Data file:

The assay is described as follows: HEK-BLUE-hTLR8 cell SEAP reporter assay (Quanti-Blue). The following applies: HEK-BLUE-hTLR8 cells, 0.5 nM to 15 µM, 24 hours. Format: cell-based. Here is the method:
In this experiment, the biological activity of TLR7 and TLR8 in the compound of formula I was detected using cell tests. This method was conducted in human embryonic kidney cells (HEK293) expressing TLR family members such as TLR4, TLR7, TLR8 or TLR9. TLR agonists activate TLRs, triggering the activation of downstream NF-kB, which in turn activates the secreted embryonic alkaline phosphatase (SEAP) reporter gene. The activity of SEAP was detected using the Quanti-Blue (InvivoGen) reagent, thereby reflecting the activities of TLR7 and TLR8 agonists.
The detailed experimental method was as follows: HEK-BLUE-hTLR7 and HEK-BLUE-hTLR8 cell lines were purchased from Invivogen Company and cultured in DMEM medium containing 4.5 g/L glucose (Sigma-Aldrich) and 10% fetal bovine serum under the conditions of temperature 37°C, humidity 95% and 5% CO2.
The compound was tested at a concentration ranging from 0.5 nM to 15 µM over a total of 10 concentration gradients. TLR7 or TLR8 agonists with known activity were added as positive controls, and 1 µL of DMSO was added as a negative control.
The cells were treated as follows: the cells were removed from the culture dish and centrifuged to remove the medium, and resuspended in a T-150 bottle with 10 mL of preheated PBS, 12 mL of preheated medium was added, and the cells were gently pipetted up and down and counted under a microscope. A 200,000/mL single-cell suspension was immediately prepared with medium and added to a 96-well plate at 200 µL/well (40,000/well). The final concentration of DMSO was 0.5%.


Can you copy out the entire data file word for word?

The assay is described as follows: HEK-BLUE-hTLR8 cell SEAP reporter assay (Quanti-Blue). The following applies: HEK-BLUE-hTLR8 cells, 0.5 nM to 15 µM, 24 hours. Format: cell-based. Here is the method:
In this experiment, the biological activity of TLR7 and TLR8 in the compound of formula I was detected using cell tests. This method was conducted in human embryonic kidney cells (HEK293) expressing TLR family members such as TLR4, TLR7, TLR8 or TLR9. TLR agonists activate TLRs, triggering the activation of downstream NF-kB, which in turn activates the secreted embryonic alkaline phosphatase (SEAP) reporter gene. The activity of SEAP was detected using the Quanti-Blue (InvivoGen) reagent, thereby reflecting the activities of TLR7 and TLR8 agonists.
The detailed experimental method was as follows: HEK-BLUE-hTLR7 and HEK-BLUE-hTLR8 cell lines were purchased from Invivogen Company and cultured in DMEM medium containing 4.5 g/L glucose (Sigma-Aldrich) and 10% fetal bovine serum under the conditions of temperature 37°C, humidity 95% and 5% CO2.
The compound was tested at a concentration ranging from 0.5 nM to 15 µM over a total of 10 concentration gradients. TLR7 or TLR8 agonists with known activity were added as positive controls, and 1 µL of DMSO was added as a negative control.
The cells were treated as follows: the cells were removed from the culture dish and centrifuged to remove the medium, and resuspended in a T-150 bottle with 10 mL of preheated PBS, 12 mL of preheated medium was added, and the cells were gently pipetted up and down and counted under a microscope. A 200,000/mL single-cell suspension was immediately prepared with medium and added to a 96-well plate at 200 µL/well (40,000/well). The final concentration of DMSO was 0.5%.